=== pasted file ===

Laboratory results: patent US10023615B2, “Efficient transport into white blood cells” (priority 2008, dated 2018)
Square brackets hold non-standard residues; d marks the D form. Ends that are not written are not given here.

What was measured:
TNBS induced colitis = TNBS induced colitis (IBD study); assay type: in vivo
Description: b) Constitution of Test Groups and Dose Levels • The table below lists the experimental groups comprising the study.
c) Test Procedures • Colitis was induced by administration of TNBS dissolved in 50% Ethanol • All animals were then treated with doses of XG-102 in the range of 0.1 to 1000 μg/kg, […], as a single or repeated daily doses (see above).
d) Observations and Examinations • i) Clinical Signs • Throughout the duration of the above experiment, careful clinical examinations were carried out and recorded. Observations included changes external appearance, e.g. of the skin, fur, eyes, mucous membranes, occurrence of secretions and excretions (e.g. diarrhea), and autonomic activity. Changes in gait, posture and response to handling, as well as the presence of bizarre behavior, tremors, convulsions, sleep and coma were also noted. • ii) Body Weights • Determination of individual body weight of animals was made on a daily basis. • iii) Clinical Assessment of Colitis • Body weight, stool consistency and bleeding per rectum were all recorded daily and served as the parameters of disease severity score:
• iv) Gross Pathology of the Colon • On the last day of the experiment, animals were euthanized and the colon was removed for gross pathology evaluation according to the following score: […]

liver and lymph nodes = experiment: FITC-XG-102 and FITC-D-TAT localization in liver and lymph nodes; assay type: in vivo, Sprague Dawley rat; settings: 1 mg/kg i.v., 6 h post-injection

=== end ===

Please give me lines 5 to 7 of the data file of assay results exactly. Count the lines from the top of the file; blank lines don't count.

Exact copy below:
Description: b) Constitution of Test Groups and Dose Levels • The table below lists the experimental groups comprising the study.
c) Test Procedures • Colitis was induced by administration of TNBS dissolved in 50% Ethanol • All animals were then treated with doses of XG-102 in the range of 0.1 to 1000 μg/kg, […], as a single or repeated daily doses (see above).
d) Observations and Examinations • i) Clinical Signs • Throughout the duration of the above experiment, careful clinical examinations were carried out and recorded. Observations included changes external appearance, e.g. of the skin, fur, eyes, mucous membranes, occurrence of secretions and excretions (e.g. diarrhea), and autonomic activity. Changes in gait, posture and response to handling, as well as the presence of bizarre behavior, tremors, convulsions, sleep and coma were also noted. • ii) Body Weights • Determination of individual body weight of animals was made on a daily basis. • iii) Clinical Assessment of Colitis • Body weight, stool consistency and bleeding per rectum were all recorded daily and served as the parameters of disease severity score: